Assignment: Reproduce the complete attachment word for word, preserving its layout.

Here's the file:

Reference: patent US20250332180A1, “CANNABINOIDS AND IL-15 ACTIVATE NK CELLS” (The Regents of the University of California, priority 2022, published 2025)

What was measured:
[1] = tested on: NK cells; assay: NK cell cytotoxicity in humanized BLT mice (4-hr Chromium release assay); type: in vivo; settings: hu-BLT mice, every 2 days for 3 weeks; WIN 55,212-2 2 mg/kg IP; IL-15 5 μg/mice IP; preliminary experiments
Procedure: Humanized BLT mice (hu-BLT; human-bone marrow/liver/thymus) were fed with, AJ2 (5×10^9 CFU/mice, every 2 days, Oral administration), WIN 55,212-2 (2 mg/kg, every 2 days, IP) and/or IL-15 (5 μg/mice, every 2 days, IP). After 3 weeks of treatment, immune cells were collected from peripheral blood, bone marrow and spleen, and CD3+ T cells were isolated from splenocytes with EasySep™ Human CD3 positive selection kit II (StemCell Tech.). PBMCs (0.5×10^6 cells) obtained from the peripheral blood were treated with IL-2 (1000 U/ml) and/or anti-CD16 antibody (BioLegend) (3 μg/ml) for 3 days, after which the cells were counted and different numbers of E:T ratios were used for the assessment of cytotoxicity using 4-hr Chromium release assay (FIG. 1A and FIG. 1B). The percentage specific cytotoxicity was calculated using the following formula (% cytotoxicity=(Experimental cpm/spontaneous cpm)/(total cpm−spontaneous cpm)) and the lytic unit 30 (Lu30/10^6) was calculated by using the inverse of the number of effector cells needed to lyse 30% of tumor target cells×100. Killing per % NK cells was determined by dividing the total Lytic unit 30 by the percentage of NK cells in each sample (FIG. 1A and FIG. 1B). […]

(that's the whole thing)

Reference: patent US20250332180A1, “CANNABINOIDS AND IL-15 ACTIVATE NK CELLS” (The Regents of the University of California, priority 2022, published 2025)

What was measured:
[1] = tested on: NK cells; assay: NK cell cytotoxicity in humanized BLT mice (4-hr Chromium release assay); type: in vivo; settings: hu-BLT mice, every 2 days for 3 weeks; WIN 55,212-2 2 mg/kg IP; IL-15 5 μg/mice IP; preliminary experiments
Procedure: Humanized BLT mice (hu-BLT; human-bone marrow/liver/thymus) were fed with, AJ2 (5×10^9 CFU/mice, every 2 days, Oral administration), WIN 55,212-2 (2 mg/kg, every 2 days, IP) and/or IL-15 (5 μg/mice, every 2 days, IP). After 3 weeks of treatment, immune cells were collected from peripheral blood, bone marrow and spleen, and CD3+ T cells were isolated from splenocytes with EasySep™ Human CD3 positive selection kit II (StemCell Tech.). PBMCs (0.5×10^6 cells) obtained from the peripheral blood were treated with IL-2 (1000 U/ml) and/or anti-CD16 antibody (BioLegend) (3 μg/ml) for 3 days, after which the cells were counted and different numbers of E:T ratios were used for the assessment of cytotoxicity using 4-hr Chromium release assay (FIG. 1A and FIG. 1B). The percentage specific cytotoxicity was calculated using the following formula (% cytotoxicity=(Experimental cpm/spontaneous cpm)/(total cpm−spontaneous cpm)) and the lytic unit 30 (Lu30/10^6) was calculated by using the inverse of the number of effector cells needed to lyse 30% of tumor target cells×100. Killing per % NK cells was determined by dividing the total Lytic unit 30 by the percentage of NK cells in each sample (FIG. 1A and FIG. 1B). […]